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Sydney man arrested over massive SMS phishing operation

The alleged perpetrator was responsible for sending more than 17 million texts from a high-tech SIM farm.

user icon David Hollingworth
Mon, 18 Dec 2023
Sydney man arrested over massive SMS phishing operation
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The NSW Cybercrime Squad has arrested a man in connection to a scam text operation that sent millions of SMSes pretending to be from brands such as Australia Post and Linkt.

The 39-year-old Sydney man was arrested in a house in Moorebank following investigations into the use of SIM boxes by the Cybercrime Squad’s Strike Force Kanbi. Police found two SIM boxes currently in use, SIM cards, and “electronics consistent with running a fraudulent text message scam” during their search of the property.

The hardware has been seized for forensic examination, and the alleged perpetrator was charged at Liverpool Police Station with the use of equipment connected to a network to commit a serious offence.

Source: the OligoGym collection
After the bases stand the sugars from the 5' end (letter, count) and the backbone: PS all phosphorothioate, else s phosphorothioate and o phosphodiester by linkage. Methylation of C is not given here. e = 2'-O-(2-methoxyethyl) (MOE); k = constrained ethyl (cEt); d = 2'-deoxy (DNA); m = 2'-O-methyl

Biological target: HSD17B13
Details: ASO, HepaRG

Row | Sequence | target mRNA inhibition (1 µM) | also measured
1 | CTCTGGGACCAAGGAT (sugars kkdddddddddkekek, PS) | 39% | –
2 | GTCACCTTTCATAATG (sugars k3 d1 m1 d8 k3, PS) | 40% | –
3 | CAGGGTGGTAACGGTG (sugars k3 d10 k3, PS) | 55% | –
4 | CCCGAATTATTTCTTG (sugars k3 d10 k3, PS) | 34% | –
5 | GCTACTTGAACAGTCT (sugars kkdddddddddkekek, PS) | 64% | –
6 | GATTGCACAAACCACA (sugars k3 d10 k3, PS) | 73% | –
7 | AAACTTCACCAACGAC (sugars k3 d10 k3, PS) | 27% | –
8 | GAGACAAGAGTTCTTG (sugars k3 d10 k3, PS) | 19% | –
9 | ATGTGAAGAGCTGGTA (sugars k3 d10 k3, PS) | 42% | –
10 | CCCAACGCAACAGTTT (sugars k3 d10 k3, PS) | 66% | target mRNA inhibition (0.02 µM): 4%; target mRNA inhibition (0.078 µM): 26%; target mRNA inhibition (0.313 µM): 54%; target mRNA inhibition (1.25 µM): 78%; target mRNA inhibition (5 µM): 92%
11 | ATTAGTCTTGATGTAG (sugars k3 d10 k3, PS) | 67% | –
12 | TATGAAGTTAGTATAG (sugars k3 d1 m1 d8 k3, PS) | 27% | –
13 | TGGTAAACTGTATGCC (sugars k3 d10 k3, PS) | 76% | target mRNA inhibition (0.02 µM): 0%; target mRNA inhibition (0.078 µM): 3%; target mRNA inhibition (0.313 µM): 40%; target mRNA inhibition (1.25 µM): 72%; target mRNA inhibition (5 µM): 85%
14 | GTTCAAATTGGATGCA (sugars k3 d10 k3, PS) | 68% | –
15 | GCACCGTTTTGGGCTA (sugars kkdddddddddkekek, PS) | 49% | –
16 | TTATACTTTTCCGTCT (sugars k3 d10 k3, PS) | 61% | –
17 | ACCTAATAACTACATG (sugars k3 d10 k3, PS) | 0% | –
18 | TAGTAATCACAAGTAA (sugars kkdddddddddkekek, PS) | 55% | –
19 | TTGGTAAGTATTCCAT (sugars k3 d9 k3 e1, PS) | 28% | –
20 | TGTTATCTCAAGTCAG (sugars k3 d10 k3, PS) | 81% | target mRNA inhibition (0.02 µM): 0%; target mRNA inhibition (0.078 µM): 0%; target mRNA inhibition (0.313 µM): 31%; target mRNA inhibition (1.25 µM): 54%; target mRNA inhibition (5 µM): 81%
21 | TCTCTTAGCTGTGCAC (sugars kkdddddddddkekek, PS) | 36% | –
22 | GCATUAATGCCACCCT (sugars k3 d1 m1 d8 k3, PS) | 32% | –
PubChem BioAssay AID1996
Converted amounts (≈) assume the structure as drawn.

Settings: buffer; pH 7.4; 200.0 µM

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The man will appear in Liverpool Local Court on 17 January 2024, where police will allege he was responsible for sending more than 17 million scam texts.

Detective Acting Superintendent Jason Smith, Commander of the Cybercrime Squad, said in a statement that Christmas is a prime time for scammers.

“As we enter the final lead-up to Christmas, a lot of people will be expecting online deliveries, but under no circumstances should you ever click on a link you receive in an SMS message or email,” Detective Acting Superintendent Smith said.

“Legitimate businesses will never call or SMS customers seeking confidential information. Always be suspicious when you receive such requests.

“Scammers will often pretend to be from a reputable company or financial institution, so even if it’s a company you regularly deal with, the safer option is to independently log into that company’s website to check your account,” Detective Acting Superintendent Smith said.

“SMS phishing is one of the most common tactics deployed by scammers to obtain banking and other personal information from a victim, and SIM boxes can hold over 250 active SIM cards and will typically send out up to 150,000 messages per day containing phishing lures to various scams.”

David Hollingworth

David Hollingworth

David Hollingworth has been writing about technology for over 20 years, and has worked for a range of print and online titles in his career. He is enjoying getting to grips with cyber security, especially when it lets him talk about Lego.

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